Harry Hermson [also Hermsen]
Musical Comedies made the singing comedian a fixture of the early twentieth century stage. A boisterous jokester who could lead a beer hall anthem or negotiate a sly courtship song was a necessary ingredient for a production's success, particularly if the musical tended more to farce than sentiment. Harry Hermson exemplified the type--brash enough to hold his own against the unbuttoned Texas Guinan in "The Kissing Bandit." His buffo bass voice made him the center of vocal gravity around which antics spun in musicals such as "The Burgomaster" (1908).
Born in St. Louis and trained as a marble cutter, Harry Hermson began avocational singing while chiselling tombstones. Overheard by the choirmaster of St. Bridget's Church, he was invited in to sing in the services. As his local reputation grew, his friends asked him to sing in social settings. He found most success with comic songs, began working out a German dialect routine, and tried out in the city theaters. Charles Pope of Pope's Theater trained him in stage craft. After several seasons of regional touring he debuted in New York in Edward Rice's "The Girl from Paris" in 1897. Comedy and farce were his initial specialties, and he regularly performing dialect shtick as a "German Comedian" but the ethnic caricature became less broad in 1905's musical "The Royal Chef," the production that made Broadway producers realize that Hermson had potential as an operetta performer or a musical comedy comic authority figure. For a decade from 1905 to 1915 he was a regular presence on major American stages, playing in a succession of popular musicals, including Raymond Hitchcock's "The Beauty Shop" and the London import, "The Lilac Domino." During the 1910s Hermson wisely began intermixing repertory staples into his performing schedule--usually making Boston the base for these explorations of canonical works--from DeKoven's "Robin Hood" in 1910 to Victor Herbert's "The Fortune Teller" in 1930.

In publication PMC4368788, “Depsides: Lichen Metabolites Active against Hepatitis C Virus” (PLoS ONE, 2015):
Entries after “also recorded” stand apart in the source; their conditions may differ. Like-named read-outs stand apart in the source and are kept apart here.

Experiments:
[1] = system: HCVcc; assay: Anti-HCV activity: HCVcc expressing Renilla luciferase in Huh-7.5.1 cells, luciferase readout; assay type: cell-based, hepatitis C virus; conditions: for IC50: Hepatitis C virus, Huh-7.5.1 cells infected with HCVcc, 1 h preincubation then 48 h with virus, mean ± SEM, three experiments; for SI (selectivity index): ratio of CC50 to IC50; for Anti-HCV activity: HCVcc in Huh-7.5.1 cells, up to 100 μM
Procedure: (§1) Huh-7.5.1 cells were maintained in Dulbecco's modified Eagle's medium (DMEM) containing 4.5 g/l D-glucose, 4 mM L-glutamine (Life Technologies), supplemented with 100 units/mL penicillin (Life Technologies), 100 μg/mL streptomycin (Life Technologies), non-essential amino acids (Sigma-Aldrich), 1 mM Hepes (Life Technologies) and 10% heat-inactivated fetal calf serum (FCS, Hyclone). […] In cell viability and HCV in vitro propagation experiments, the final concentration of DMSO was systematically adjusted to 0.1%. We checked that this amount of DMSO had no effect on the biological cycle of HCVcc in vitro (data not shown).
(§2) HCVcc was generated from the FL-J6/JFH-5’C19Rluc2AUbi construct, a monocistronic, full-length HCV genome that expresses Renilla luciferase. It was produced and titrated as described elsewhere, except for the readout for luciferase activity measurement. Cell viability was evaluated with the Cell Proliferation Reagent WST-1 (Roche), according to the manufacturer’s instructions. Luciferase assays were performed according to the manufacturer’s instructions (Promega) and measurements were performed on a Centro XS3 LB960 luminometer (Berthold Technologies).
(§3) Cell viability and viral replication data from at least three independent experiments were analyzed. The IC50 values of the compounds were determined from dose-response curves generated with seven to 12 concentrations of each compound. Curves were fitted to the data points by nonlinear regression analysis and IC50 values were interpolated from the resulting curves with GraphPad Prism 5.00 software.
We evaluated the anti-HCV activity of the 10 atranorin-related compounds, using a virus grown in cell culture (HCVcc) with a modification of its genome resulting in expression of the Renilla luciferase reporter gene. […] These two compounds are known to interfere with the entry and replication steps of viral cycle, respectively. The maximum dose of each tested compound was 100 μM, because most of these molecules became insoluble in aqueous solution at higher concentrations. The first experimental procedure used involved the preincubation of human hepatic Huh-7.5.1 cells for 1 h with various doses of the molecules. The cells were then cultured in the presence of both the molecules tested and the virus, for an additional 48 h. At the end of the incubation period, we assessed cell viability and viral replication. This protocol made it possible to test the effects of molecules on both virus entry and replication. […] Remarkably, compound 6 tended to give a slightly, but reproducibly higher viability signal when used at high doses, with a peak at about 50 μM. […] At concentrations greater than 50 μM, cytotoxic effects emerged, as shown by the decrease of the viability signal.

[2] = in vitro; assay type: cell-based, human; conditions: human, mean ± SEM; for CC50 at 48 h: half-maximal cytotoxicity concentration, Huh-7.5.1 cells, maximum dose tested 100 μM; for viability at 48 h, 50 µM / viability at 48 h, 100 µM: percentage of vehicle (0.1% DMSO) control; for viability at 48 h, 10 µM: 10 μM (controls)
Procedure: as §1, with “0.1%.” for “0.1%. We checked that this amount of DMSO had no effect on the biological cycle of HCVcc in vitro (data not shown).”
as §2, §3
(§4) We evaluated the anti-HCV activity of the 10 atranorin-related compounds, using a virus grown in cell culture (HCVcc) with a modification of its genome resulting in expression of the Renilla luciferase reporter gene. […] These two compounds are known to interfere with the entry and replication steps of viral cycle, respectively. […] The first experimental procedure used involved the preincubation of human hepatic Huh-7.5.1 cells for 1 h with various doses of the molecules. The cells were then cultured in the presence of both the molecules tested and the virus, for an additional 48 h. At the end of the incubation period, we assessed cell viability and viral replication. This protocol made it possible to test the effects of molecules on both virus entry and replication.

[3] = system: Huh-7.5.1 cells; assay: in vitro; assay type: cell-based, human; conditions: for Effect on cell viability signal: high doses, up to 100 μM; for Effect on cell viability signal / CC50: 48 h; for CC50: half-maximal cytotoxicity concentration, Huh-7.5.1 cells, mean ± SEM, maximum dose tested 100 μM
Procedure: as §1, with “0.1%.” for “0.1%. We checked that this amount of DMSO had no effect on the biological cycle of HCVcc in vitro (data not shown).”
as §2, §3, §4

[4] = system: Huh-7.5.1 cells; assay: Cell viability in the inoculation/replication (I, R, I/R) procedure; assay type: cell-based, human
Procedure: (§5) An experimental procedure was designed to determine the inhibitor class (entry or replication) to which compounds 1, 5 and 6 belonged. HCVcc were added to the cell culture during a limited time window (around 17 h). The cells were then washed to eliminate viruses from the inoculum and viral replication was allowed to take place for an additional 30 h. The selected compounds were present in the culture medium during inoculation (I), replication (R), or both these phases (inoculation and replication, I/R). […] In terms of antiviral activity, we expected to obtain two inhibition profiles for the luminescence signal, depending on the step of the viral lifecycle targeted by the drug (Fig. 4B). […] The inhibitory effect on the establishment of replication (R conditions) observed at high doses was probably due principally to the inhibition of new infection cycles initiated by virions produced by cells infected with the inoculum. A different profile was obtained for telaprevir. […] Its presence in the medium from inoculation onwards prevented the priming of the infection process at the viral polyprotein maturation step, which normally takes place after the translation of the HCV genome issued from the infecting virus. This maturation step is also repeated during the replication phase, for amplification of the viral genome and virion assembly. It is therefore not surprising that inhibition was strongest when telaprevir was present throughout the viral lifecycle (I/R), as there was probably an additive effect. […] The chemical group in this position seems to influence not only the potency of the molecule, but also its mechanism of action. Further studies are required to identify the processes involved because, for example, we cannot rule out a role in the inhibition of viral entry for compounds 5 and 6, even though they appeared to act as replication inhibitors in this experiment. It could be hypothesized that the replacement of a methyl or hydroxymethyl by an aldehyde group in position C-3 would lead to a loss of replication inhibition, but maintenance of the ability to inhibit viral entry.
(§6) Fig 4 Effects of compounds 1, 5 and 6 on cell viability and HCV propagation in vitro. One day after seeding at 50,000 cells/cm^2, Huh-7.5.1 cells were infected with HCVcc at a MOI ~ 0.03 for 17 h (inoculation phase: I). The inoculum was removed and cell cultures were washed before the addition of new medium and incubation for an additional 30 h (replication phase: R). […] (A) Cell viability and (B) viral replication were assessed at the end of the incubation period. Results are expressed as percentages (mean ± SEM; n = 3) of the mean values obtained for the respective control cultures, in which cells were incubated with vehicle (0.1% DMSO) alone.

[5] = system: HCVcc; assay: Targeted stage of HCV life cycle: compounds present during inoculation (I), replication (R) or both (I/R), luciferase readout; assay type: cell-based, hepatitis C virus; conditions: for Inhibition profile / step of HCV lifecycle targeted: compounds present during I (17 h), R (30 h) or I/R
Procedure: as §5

Because a comic bass voice is a sufficiently rare possession, Hermson enjoyed longevity on the American comic stage. While his headlining roles ceased with "The Lilac Domino," he played character parts until the 1930s, making notable contributions as Mr. Sharpe in 1919's "Miss Millions," in the 1920 extravaganza "The Temptations of Eve," the parody horror farce, "The Gorilla" (1926, a non-singing part), and even the role of Amos Ames in Eugene O'Neil's "Mourning Becomes Electra" (1931). Perhaps the greatest role of the latter part of his career was Nero in "Houseboat on the Styx" (1928). His last appearance on Broadway took place in autumn 1937 when veteran producer Arthur Hopkins had him play Capt. Terry in the unsuccessful nautical comedy "Blow Ye Winds." (The play featured the young Henry Fonda.) Versatility, vocal control, good timing and a sense of ensemble dynamics made Hermson a dependable choice when a producer needed an acoustic bottom to a comic verbal counterpoint.